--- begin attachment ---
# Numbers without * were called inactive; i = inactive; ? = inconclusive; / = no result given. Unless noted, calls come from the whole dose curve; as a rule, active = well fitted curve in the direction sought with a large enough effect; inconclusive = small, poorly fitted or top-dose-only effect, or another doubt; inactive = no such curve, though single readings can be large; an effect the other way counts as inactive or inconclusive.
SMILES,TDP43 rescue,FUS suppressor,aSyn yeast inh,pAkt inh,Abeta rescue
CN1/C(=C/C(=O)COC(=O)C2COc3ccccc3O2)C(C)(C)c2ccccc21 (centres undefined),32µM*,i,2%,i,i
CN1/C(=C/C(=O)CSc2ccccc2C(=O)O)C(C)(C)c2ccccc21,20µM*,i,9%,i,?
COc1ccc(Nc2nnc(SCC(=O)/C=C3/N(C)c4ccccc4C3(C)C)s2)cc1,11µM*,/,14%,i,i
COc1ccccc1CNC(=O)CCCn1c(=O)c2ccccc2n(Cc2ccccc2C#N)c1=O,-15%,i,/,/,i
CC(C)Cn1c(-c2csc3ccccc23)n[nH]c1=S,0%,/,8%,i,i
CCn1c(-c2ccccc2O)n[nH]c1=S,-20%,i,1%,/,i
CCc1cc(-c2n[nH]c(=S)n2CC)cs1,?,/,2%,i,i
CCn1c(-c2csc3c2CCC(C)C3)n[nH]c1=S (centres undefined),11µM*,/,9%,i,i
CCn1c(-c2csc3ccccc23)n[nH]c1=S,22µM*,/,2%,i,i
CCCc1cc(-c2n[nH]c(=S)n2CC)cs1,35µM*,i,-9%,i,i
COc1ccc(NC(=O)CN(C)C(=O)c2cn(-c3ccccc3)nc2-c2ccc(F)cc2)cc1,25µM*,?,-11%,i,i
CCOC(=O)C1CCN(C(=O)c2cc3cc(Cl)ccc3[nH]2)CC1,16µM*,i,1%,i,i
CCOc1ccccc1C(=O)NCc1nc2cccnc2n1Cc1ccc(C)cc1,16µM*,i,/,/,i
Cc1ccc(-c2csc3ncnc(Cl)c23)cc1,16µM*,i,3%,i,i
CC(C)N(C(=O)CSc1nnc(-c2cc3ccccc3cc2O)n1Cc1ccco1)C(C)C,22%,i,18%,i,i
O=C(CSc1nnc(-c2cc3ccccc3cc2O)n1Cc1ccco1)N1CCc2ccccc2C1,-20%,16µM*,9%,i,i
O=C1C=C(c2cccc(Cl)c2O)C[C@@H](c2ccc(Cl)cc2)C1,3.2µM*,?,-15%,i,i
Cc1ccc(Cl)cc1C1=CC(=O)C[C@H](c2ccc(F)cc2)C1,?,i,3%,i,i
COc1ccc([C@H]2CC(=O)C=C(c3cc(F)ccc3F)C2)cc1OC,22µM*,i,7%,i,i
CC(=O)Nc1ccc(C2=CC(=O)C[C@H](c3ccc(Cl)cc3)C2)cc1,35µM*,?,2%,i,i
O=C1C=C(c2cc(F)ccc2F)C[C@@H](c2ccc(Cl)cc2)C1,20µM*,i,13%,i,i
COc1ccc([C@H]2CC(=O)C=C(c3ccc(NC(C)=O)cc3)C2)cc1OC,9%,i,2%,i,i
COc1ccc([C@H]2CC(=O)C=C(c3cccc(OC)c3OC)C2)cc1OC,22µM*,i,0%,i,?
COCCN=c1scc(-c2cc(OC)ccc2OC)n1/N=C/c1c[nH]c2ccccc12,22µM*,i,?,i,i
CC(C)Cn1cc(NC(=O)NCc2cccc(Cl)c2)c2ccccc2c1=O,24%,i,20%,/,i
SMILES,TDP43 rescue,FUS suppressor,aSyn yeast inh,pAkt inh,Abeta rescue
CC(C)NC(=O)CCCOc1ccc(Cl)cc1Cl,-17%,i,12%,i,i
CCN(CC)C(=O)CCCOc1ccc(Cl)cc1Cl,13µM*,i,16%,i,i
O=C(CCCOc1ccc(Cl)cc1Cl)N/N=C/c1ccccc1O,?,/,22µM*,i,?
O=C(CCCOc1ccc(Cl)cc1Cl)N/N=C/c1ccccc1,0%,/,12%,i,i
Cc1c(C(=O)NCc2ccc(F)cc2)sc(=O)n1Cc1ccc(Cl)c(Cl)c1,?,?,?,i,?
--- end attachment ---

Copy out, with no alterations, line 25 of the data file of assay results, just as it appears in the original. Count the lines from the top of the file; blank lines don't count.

COc1ccc([C@H]2CC(=O)C=C(c3cccc(OC)c3OC)C2)cc1OC,22µM*,i,0%,i,?